By Wendy Long
Supreme Discomfort's snide, breathless tone may be gathered from tabloid excesses like this: "Even in his cloistered, rarefied world as a member of the most important judicial body in existence, Thomas will always be black and he knows it." Such statements are embarrassing, not only for two black journalists, but particularly when held up against the depth and nuance expressed in My Grandfather's Son.
Because the authors of Supreme Discomfort are so wedded to their "Uncle Tom" thesis, they latch onto the liberal establishment line that although Thomas was the beneficiary of affirmative action all his life, now that he's climbed to the top of the heap he has pulled up the rope behind him, and would deny the same advantage to other blacks. Yet they acknowledge that "race did not appear to play a role in Thomas's acceptance to Holy Cross" and that "Yale officials cannot say whether Thomas would have been admitted to the prestigious law school without affirmative action" because by the time he was admitted, the university had refined its affirmative action efforts, admitting minority applicants only if it believed they could do the work and thrive at Yale. Interestingly, this goes precisely to Thomas's criticism of affirmative action as it came to be practiced more broadly in the 1970s, '80s, and '90s: that it resulted in minority students being accepted into schools and environments where they could not thrive, just in order to satisfy grand theories about minority admissions or to provide a "diverse" environment that would somehow enhance the white folks' experience, irrespective of the effect it would have on the minority students.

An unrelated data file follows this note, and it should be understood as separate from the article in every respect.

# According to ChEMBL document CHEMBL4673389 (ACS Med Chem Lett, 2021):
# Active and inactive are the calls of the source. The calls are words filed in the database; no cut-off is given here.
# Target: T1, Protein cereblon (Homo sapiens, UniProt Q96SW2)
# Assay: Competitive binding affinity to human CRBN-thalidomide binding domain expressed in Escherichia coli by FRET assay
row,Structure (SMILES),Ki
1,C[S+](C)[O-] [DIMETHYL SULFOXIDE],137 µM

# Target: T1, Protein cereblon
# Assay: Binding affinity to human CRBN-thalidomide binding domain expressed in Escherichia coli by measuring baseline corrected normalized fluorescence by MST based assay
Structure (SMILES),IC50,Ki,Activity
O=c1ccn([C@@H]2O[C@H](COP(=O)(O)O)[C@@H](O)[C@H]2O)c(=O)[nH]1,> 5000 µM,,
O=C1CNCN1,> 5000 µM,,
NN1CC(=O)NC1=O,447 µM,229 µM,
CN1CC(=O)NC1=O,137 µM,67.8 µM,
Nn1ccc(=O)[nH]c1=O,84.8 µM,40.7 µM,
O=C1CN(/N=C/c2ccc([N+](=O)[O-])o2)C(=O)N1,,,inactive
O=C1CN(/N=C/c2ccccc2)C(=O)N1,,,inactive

Read the full review HERE.